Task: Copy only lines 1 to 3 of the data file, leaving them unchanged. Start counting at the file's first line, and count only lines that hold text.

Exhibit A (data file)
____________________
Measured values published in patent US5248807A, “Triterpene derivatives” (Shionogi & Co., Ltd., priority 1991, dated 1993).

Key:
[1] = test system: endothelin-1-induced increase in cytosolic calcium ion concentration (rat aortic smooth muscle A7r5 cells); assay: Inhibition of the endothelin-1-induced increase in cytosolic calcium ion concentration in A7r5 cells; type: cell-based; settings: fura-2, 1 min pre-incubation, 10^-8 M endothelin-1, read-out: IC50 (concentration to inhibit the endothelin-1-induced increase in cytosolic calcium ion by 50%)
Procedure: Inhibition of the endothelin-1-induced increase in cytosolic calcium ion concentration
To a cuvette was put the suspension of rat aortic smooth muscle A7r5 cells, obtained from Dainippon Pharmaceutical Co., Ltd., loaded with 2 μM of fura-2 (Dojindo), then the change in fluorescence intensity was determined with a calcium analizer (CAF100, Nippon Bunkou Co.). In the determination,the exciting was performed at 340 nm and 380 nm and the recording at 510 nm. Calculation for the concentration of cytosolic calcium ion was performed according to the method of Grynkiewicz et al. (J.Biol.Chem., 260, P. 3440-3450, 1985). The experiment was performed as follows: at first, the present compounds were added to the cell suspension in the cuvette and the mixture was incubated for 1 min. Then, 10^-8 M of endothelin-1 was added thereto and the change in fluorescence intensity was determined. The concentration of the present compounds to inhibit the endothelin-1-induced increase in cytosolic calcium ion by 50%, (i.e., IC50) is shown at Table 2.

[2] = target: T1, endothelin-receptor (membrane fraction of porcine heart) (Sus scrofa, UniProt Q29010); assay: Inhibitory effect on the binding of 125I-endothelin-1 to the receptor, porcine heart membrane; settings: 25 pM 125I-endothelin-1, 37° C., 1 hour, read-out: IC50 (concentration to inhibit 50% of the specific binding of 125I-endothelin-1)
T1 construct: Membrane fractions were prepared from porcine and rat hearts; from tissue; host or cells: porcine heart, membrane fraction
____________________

Measured values published in patent US5248807A, “Triterpene derivatives” (Shionogi & Co., Ltd., priority 1991, dated 1993).

Key:
[1] = test system: endothelin-1-induced increase in cytosolic calcium ion concentration (rat aortic smooth muscle A7r5 cells); assay: Inhibition of the endothelin-1-induced increase in cytosolic calcium ion concentration in A7r5 cells; type: cell-based; settings: fura-2, 1 min pre-incubation, 10^-8 M endothelin-1, read-out: IC50 (concentration to inhibit the endothelin-1-induced increase in cytosolic calcium ion by 50%)